If you would like to study along with us, here are some passages from The Home Education Series and other Parent's Review articles that would be helpful for this episode's topic. You may also read the series online here, or get the free Kindle version from Fisher Academy.

Home Education (Volume 1), Part II

School Education (Volume 3), pp. 236-238

"The Charm of Nature Study" by G. Dowton, an article from the Parent's Review



The Handbook of Nature Study, Anna Comstock

The Last Child in the Woods, Richard Louv

(Contains affiliate links)



Charlotte Mason Digital Collection

Nature Journal Examples {Here}, {Here}, and {Here}

John Muir Laws' Nature Journaling site

Examples of Bird and Flower Lists

PR Article on the benefits to language from Nature Study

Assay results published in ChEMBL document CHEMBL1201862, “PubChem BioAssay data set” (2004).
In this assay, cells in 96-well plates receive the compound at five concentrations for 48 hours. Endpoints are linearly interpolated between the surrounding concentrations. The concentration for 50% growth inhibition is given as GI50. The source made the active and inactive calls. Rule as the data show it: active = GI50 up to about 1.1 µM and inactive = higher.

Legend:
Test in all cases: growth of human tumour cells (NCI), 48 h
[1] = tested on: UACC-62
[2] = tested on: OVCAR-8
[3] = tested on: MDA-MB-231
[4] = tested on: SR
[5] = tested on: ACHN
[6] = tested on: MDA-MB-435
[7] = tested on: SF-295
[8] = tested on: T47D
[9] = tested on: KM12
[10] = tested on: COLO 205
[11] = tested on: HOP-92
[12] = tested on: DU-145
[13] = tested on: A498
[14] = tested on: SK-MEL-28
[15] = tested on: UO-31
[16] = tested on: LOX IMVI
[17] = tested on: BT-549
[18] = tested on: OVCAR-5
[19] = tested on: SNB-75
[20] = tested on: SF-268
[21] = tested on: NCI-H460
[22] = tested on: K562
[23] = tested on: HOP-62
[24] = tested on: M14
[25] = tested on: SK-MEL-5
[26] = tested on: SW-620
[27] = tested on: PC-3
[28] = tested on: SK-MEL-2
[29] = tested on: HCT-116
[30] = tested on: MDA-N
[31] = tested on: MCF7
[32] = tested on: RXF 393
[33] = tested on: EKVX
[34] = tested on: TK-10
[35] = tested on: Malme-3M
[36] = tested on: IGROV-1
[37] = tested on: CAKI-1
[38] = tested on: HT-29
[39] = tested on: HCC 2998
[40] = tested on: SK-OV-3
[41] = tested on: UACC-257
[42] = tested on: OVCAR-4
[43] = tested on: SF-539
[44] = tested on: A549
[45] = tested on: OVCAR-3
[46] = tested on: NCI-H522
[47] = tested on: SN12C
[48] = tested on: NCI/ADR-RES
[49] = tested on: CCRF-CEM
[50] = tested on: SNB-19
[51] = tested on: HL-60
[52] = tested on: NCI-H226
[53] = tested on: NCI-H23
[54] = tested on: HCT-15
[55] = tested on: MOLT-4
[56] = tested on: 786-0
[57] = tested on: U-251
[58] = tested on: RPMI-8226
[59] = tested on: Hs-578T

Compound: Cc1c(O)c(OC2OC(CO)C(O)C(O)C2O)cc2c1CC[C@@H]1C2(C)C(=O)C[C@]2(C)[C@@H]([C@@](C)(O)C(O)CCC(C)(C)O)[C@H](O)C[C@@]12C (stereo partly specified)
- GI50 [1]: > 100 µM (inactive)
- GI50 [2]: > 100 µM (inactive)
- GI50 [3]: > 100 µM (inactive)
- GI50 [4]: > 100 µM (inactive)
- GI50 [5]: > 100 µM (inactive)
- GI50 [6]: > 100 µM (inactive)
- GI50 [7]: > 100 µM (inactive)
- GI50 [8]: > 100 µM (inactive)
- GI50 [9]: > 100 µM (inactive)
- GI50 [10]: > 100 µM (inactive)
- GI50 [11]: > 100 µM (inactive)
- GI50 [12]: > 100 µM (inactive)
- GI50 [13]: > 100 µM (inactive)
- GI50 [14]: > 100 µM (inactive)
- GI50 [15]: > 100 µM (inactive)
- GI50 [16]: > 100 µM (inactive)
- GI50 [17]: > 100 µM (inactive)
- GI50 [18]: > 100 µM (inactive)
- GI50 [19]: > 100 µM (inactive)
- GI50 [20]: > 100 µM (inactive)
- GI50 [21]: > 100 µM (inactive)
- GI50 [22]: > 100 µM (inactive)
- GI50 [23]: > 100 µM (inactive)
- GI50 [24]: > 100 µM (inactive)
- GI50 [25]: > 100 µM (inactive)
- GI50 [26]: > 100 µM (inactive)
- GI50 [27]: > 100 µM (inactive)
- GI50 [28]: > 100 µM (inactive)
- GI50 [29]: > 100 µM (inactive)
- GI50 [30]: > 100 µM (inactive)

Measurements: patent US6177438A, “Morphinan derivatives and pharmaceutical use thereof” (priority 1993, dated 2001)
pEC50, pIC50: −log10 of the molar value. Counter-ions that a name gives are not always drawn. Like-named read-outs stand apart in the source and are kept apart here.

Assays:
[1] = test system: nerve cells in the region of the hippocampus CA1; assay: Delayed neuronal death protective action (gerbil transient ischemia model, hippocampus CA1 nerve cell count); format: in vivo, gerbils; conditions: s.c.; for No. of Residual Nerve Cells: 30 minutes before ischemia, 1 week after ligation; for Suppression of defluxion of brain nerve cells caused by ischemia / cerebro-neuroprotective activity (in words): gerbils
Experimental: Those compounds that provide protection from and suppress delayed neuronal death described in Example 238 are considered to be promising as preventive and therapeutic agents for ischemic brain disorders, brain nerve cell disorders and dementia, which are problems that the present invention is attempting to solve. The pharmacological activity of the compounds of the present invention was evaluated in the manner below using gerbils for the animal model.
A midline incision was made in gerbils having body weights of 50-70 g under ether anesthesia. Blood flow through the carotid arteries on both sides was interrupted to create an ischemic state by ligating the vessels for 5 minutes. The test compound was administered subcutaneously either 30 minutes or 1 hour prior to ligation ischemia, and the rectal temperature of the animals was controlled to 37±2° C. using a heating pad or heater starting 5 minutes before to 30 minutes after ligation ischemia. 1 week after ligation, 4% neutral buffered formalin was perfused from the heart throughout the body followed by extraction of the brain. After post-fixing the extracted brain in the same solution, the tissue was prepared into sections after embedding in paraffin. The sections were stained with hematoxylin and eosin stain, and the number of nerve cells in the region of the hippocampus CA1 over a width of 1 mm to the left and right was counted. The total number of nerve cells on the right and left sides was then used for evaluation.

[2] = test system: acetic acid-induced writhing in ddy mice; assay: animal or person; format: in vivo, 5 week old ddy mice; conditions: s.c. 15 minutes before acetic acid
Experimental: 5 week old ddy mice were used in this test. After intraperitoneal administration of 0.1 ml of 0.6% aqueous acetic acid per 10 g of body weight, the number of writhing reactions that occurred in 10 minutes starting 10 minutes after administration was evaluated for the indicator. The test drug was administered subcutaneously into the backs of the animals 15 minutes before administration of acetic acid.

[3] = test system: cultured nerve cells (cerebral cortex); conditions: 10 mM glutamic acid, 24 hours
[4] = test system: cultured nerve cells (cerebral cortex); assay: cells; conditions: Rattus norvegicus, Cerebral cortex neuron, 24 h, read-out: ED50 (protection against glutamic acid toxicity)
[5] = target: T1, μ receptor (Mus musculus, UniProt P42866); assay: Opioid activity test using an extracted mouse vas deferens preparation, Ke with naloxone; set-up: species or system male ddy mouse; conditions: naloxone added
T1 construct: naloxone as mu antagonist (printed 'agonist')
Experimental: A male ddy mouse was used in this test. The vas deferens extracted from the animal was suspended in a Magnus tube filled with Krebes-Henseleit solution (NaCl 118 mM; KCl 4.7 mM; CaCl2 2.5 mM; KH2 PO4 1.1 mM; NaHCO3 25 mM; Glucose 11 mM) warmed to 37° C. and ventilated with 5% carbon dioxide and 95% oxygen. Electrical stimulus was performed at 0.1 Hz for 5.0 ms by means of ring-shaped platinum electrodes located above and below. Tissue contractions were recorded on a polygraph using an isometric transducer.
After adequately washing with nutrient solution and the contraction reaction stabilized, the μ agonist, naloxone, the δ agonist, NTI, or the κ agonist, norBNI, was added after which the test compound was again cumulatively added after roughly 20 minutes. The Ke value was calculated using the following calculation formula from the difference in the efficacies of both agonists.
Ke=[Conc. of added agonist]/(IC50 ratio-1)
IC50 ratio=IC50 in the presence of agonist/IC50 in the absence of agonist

Feb 5, 2016


Our discussions on the subject of history resulted in an onslaught of questions. This podcast episode slowly and carefully addresses the most common and frequently asked history concerns, misunderstandings, and points of confusion we have received about Charlotte Mason's approach to teaching this subject.

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"We introduce children as early as possible to the contemporary history of other countries as the study of English history alone is apt to lead to a certain insular and arrogant habit of mind." (Vol. 6, p. 175)

"The flowers, it is true, are not new; but the children are; and it is the fault of their elders if every new flower they come upon is not to them a Picciola, a mystery of beauty to be watched from day to day with unspeakable awe and delight." (Vol.1, p.53)


 

Colonial Living, Edwin Tunis

Frontier Living, Edwin Tunis

Our Island Story, H.E. Marshall

Winston Churchill and the Story of Two World Wars, Olivia Coolidge

Most Gracious Majesty: The Story of Queen Elizabeth II, Elinor Parker

The Battle of Britain, Quentin Reynolds

The Story of Edith Cavell, Iris Vinton

(Contains affiliate links)


 

Check out Leah Boden's Periscope, The Charlotte Mason Show